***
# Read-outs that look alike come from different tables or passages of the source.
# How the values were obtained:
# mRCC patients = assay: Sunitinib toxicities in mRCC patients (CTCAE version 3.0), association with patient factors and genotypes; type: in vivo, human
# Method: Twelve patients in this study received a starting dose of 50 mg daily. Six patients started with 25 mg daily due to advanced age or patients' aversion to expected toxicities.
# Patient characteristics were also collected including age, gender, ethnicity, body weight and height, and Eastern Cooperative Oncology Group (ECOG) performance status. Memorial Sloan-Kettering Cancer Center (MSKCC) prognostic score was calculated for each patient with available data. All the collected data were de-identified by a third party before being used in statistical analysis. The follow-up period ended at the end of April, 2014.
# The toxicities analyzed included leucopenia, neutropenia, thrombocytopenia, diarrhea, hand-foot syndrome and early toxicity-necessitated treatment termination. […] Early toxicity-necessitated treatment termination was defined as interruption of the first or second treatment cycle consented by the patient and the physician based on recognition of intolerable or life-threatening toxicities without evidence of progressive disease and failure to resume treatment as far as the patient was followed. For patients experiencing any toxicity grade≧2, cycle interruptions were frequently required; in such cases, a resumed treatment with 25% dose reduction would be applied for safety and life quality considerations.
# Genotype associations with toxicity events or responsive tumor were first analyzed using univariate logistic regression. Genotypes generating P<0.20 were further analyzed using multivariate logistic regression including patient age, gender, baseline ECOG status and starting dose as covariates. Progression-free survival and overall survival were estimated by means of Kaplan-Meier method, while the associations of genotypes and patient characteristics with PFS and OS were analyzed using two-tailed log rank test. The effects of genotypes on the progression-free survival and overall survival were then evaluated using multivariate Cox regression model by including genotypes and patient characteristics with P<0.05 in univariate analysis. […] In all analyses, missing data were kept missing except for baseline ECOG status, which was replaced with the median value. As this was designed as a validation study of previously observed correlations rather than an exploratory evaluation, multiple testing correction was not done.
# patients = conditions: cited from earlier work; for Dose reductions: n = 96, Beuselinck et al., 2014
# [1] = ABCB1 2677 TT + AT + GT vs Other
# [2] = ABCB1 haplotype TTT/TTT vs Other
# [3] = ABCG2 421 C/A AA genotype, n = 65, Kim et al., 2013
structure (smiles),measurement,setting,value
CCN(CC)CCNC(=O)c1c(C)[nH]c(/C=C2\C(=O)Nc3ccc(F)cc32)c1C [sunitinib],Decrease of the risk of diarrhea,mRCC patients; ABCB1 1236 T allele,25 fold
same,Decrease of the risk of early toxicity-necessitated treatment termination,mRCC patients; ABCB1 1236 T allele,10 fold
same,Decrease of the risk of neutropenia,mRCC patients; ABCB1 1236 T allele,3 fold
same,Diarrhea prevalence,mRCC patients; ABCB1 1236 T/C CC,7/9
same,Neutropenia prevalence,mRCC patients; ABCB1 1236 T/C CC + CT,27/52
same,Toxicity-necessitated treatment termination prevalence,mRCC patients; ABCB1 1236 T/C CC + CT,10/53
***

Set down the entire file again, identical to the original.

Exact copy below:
# Read-outs that look alike come from different tables or passages of the source.
# How the values were obtained:
# mRCC patients = assay: Sunitinib toxicities in mRCC patients (CTCAE version 3.0), association with patient factors and genotypes; type: in vivo, human
# Method: Twelve patients in this study received a starting dose of 50 mg daily. Six patients started with 25 mg daily due to advanced age or patients' aversion to expected toxicities.
# Patient characteristics were also collected including age, gender, ethnicity, body weight and height, and Eastern Cooperative Oncology Group (ECOG) performance status. Memorial Sloan-Kettering Cancer Center (MSKCC) prognostic score was calculated for each patient with available data. All the collected data were de-identified by a third party before being used in statistical analysis. The follow-up period ended at the end of April, 2014.
# The toxicities analyzed included leucopenia, neutropenia, thrombocytopenia, diarrhea, hand-foot syndrome and early toxicity-necessitated treatment termination. […] Early toxicity-necessitated treatment termination was defined as interruption of the first or second treatment cycle consented by the patient and the physician based on recognition of intolerable or life-threatening toxicities without evidence of progressive disease and failure to resume treatment as far as the patient was followed. For patients experiencing any toxicity grade≧2, cycle interruptions were frequently required; in such cases, a resumed treatment with 25% dose reduction would be applied for safety and life quality considerations.
# Genotype associations with toxicity events or responsive tumor were first analyzed using univariate logistic regression. Genotypes generating P<0.20 were further analyzed using multivariate logistic regression including patient age, gender, baseline ECOG status and starting dose as covariates. Progression-free survival and overall survival were estimated by means of Kaplan-Meier method, while the associations of genotypes and patient characteristics with PFS and OS were analyzed using two-tailed log rank test. The effects of genotypes on the progression-free survival and overall survival were then evaluated using multivariate Cox regression model by including genotypes and patient characteristics with P<0.05 in univariate analysis. […] In all analyses, missing data were kept missing except for baseline ECOG status, which was replaced with the median value. As this was designed as a validation study of previously observed correlations rather than an exploratory evaluation, multiple testing correction was not done.
# patients = conditions: cited from earlier work; for Dose reductions: n = 96, Beuselinck et al., 2014
# [1] = ABCB1 2677 TT + AT + GT vs Other
# [2] = ABCB1 haplotype TTT/TTT vs Other
# [3] = ABCG2 421 C/A AA genotype, n = 65, Kim et al., 2013
structure (smiles),measurement,setting,value
CCN(CC)CCNC(=O)c1c(C)[nH]c(/C=C2\C(=O)Nc3ccc(F)cc32)c1C [sunitinib],Decrease of the risk of diarrhea,mRCC patients; ABCB1 1236 T allele,25 fold
same,Decrease of the risk of early toxicity-necessitated treatment termination,mRCC patients; ABCB1 1236 T allele,10 fold
same,Decrease of the risk of neutropenia,mRCC patients; ABCB1 1236 T allele,3 fold
same,Diarrhea prevalence,mRCC patients; ABCB1 1236 T/C CC,7/9
same,Neutropenia prevalence,mRCC patients; ABCB1 1236 T/C CC + CT,27/52
same,Toxicity-necessitated treatment termination prevalence,mRCC patients; ABCB1 1236 T/C CC + CT,10/53